April 29, 2019, by Katy Johnson
An Intro Guide to Start-Up Lingo
By Grace Dillon, Content Writer at TalentPool
Thinking of working at a start-up after graduation? As with any workplace, the start-up world comes with a dictionary-load of new words and phrases that you’ll need to familiarise yourself with. To help you get started, TalentPool has put together a list of 20 commonly used start-up terms that you’re bound to come across:
A company that provides industry expertise to small businesses in exchange for equity.
2. Angel Investor
An individual who provides a business with investment, advice, and contacts in return for equity. Angel Investors are usually more interested in the company itself than in making a profit.
When an individual uses their own money, or even money from family and friends, to start a business.
4. Burn Rate
The speed at which a company spends its budget.
5. Business to Business (B2B)
A company that sells its products or services to other businesses.
6. Business to Consumer (B2C)
A company that sells its products or services to the general public.
7. Churn Rate
The number of customers that stop using a subscription-based service after a certain amount of time.
8. Deck (AKA Pitch Deck)
A concise but thorough pitch (usually in the form of a 10-page powerpoint presentation) designed to convince investors to fund a business proposition.
A product that is so new and innovative that it completely shakes up (or ‘disrupts’) the market.
Essentially, a stake in the company. Equity refers to stock and shares that investors receive in exchange for their funding.
11. Exit Strategy
How a company plans to bring itself to an end. This is bound to change depending on the direction the company takes and the level of success it achieves.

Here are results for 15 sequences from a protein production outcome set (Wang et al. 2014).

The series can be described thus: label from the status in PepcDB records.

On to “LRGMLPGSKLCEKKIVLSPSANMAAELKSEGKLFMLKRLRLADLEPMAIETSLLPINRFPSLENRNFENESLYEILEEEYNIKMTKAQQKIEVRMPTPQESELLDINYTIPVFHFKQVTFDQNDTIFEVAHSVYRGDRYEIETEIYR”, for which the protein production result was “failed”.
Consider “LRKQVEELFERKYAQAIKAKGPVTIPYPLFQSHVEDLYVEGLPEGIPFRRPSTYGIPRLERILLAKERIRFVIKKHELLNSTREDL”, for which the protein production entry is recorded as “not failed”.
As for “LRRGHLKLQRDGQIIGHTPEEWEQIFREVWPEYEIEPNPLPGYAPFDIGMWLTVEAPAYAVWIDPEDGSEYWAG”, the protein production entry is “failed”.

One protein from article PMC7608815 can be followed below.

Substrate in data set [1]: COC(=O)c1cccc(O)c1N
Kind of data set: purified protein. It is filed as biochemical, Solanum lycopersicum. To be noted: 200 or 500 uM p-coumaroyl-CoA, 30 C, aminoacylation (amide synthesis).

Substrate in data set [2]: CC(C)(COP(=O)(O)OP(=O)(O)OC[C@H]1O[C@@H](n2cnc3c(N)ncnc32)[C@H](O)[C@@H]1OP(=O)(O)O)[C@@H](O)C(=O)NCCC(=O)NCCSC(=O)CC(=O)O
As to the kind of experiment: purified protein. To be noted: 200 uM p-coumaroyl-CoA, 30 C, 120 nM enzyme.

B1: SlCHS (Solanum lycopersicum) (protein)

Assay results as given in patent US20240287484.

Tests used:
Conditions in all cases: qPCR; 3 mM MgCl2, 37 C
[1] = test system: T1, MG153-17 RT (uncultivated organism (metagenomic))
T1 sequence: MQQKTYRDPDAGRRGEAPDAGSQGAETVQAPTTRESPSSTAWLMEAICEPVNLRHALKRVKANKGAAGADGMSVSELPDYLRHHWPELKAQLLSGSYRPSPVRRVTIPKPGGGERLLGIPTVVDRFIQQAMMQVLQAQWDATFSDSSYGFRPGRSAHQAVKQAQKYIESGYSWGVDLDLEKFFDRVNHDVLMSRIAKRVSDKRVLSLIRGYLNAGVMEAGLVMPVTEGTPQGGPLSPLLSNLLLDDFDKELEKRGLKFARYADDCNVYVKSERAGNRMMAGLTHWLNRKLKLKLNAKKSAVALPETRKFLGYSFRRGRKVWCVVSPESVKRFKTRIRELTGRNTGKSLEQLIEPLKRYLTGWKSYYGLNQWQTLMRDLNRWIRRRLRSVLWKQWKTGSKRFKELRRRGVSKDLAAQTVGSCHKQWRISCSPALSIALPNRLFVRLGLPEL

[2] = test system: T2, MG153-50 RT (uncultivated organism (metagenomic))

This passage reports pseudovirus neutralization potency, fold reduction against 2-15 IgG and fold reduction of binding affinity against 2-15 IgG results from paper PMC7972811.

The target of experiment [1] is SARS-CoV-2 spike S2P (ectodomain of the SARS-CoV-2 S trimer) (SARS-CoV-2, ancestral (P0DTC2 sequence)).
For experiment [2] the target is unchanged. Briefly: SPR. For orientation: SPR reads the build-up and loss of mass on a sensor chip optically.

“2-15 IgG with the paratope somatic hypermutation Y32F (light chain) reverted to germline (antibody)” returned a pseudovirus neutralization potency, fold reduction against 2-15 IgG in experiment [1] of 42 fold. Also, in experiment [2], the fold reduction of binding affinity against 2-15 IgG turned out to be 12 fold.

12. First Mover Advantage (FMA)
When a business offers a completely original product or service to the market. Some investors will see this uniqueness as a key selling point and therefore an advantage.
Coworking spaces that provide mentorship to companies at the very start of their journey. Like Accelerators, Incubators get equity in return for their services.
14. Initial Public Offering (IPO) and Direct Public Offering (DPO)
When private companies make their shares available to the public. Frequently referred to as “going public,” startups do this to raise funds.
15. Return on Investment (ROI)
What an investor expects to receive in return for putting their money into a business. ROI can also apply to the result a company expects from a marketing campaign.
A business that has the potential to grow because there is a high demand for what it offers.
Not the mythical horse (unfortunately), but a startup worth more than one billion dollars.
18. Valuation (Pre-money and Post-money)
How much a company is worth: pre-money valuation is the company’s value before receiving money from investors; post-money is how much it’s worth after investment.
19. Value Proposition (AKA Unique Selling Point)
The key feature of a product or service that makes it stand out from its competitors.
20. Venture Capitalist (VC)
An individual who invests in a company with the aim of gaining a high ROI.
If you would like to start up your own business, get involved with the Ingenuity Lab. They support students and our alumni to achieve their entrepreneurial ambitions. Book on for a careers appointment with one of our expert advisers to find out about the support we have on offer to help you to become self-employed.
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